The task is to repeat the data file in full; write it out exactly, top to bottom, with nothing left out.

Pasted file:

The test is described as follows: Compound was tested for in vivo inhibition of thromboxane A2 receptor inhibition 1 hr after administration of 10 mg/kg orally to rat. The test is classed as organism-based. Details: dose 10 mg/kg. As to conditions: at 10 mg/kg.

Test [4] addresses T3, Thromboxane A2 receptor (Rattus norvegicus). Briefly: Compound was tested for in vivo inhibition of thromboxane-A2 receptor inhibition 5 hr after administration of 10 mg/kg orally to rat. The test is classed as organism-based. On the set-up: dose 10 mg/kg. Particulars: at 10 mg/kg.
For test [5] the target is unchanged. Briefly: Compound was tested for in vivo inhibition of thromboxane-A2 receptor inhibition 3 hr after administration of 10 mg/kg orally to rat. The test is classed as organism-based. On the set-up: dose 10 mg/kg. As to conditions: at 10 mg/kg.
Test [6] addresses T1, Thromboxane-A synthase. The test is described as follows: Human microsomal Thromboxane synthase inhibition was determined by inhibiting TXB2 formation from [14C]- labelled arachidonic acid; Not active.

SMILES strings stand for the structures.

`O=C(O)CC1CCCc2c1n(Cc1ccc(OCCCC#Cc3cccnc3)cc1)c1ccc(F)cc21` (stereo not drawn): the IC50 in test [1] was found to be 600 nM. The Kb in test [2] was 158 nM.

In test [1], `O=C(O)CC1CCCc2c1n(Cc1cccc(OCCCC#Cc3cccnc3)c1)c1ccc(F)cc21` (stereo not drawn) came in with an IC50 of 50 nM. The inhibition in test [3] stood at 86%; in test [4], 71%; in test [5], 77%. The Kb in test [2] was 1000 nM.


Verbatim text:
The test is described as follows: Compound was tested for in vivo inhibition of thromboxane A2 receptor inhibition 1 hr after administration of 10 mg/kg orally to rat. The test is classed as organism-based. Details: dose 10 mg/kg. As to conditions: at 10 mg/kg.

Test [4] addresses T3, Thromboxane A2 receptor (Rattus norvegicus). Briefly: Compound was tested for in vivo inhibition of thromboxane-A2 receptor inhibition 5 hr after administration of 10 mg/kg orally to rat. The test is classed as organism-based. On the set-up: dose 10 mg/kg. Particulars: at 10 mg/kg.
For test [5] the target is unchanged. Briefly: Compound was tested for in vivo inhibition of thromboxane-A2 receptor inhibition 3 hr after administration of 10 mg/kg orally to rat. The test is classed as organism-based. On the set-up: dose 10 mg/kg. As to conditions: at 10 mg/kg.
Test [6] addresses T1, Thromboxane-A synthase. The test is described as follows: Human microsomal Thromboxane synthase inhibition was determined by inhibiting TXB2 formation from [14C]- labelled arachidonic acid; Not active.

SMILES strings stand for the structures.

`O=C(O)CC1CCCc2c1n(Cc1ccc(OCCCC#Cc3cccnc3)cc1)c1ccc(F)cc21` (stereo not drawn): the IC50 in test [1] was found to be 600 nM. The Kb in test [2] was 158 nM.

In test [1], `O=C(O)CC1CCCc2c1n(Cc1cccc(OCCCC#Cc3cccnc3)c1)c1ccc(F)cc21` (stereo not drawn) came in with an IC50 of 50 nM. The inhibition in test [3] stood at 86%; in test [4], 71%; in test [5], 77%. The Kb in test [2] was 1000 nM.